- Backups, ensure this is set up. You’ll normally be tasked with providing a suitable backup plan on the server. You can either do this on-server or preferably off-site in the event of hardware failure.
- Complexity, you’re kind of on your own if you can’t get your site to play ball. Having a dedicated server assumes you know how to work through version conflicts, incompatibilities or platform specific issues. If this doesn’t sound like your cup of tea, either go for a fully managed server or a different type of hosting.
VPS hosting (virtualised hosting)
This is a great middle ground between sharing hosting and a dedicated server. Essentially it gives you a dedicated virtual machine and guaranteed resources on a sharing hosting environment. You’ve not got the investment in actual physical hardware, but you do have the flexibility of doing whatever you need with the hosting and having guaranteed resources.
You need to know how to set the environment up have some technical knowhow, but often systems like cPanel or Plesk help with this. Great when:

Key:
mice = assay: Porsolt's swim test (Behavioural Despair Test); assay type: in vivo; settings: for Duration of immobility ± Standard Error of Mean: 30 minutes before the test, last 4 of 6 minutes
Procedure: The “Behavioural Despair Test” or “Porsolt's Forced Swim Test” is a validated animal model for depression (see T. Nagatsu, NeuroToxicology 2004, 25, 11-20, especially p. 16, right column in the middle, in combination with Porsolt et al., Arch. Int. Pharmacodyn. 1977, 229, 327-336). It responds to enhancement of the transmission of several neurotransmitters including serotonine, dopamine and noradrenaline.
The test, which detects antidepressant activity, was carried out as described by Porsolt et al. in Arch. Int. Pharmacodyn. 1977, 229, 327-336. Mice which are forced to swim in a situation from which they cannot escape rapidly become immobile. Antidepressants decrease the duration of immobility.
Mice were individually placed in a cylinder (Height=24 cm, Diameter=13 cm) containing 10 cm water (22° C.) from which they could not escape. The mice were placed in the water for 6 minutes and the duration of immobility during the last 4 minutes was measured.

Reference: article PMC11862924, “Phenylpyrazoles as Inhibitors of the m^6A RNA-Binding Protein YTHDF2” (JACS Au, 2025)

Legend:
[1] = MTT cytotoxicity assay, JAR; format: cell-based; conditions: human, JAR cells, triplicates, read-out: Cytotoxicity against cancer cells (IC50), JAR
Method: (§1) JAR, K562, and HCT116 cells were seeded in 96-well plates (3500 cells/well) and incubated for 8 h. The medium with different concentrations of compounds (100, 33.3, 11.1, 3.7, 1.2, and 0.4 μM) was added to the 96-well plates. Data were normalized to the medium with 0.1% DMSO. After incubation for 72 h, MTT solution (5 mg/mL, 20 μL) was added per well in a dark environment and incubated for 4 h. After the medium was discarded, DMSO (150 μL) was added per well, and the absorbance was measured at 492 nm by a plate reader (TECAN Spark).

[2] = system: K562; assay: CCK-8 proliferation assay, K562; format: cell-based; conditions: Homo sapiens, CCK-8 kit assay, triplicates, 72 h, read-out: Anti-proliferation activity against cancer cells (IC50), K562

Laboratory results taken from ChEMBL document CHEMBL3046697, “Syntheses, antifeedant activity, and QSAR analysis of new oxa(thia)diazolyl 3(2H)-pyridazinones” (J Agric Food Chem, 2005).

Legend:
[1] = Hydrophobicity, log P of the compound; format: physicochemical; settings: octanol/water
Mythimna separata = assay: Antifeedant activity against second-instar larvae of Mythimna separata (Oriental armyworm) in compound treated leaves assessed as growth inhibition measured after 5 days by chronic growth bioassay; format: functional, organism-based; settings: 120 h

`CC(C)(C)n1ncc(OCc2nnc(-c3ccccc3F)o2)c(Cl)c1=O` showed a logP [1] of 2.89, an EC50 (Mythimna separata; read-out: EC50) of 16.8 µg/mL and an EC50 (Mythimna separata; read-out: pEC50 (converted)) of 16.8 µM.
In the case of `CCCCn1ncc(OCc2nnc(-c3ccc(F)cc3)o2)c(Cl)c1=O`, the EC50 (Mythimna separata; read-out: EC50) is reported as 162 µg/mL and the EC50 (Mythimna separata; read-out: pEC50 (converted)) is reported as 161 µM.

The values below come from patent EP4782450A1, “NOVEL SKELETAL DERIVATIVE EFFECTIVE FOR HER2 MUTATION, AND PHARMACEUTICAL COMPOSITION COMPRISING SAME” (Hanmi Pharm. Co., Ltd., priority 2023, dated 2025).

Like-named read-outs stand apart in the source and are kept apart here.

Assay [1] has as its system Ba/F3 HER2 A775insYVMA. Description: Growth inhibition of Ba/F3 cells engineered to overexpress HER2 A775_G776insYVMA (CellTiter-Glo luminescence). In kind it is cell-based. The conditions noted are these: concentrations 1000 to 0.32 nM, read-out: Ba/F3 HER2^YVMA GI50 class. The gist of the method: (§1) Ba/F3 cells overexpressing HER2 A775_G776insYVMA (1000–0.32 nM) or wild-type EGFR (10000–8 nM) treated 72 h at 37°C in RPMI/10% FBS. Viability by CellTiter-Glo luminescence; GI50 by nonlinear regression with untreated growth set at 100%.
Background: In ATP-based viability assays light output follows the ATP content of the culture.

- You’ve got a more complex site to run that’s not really suited to shared hosting. You can get this working on a VPS server and have a better standard of service.
- You depend on a site performing optimally 24/7 and want guaranteed resources for your service.
As with anything however, there are additional considerations you need to be aware of, a few of these are:
- Although you’ve got your own “virtual” server, it’s still technically shared hardware with other users. Most providers will have built-in redundancy, but you nee to check this. There will be other users sharing the same hardware even though it appears you’ve got your own server.
- Backups are nearly always an additional expense. Make sure you have something in place for this – preferably a cloud backup solution.
- The platform is yours to maintain, you need to know what you’re doing to get the best from it. There’s a bit more to it than connecting via FTP and uploading your website.
This is a fairly recent way of hosting a website or service. It does away with the more traditional server model and aims to offer a scalable service that fits your needs without any of the maintenance overheads and setup.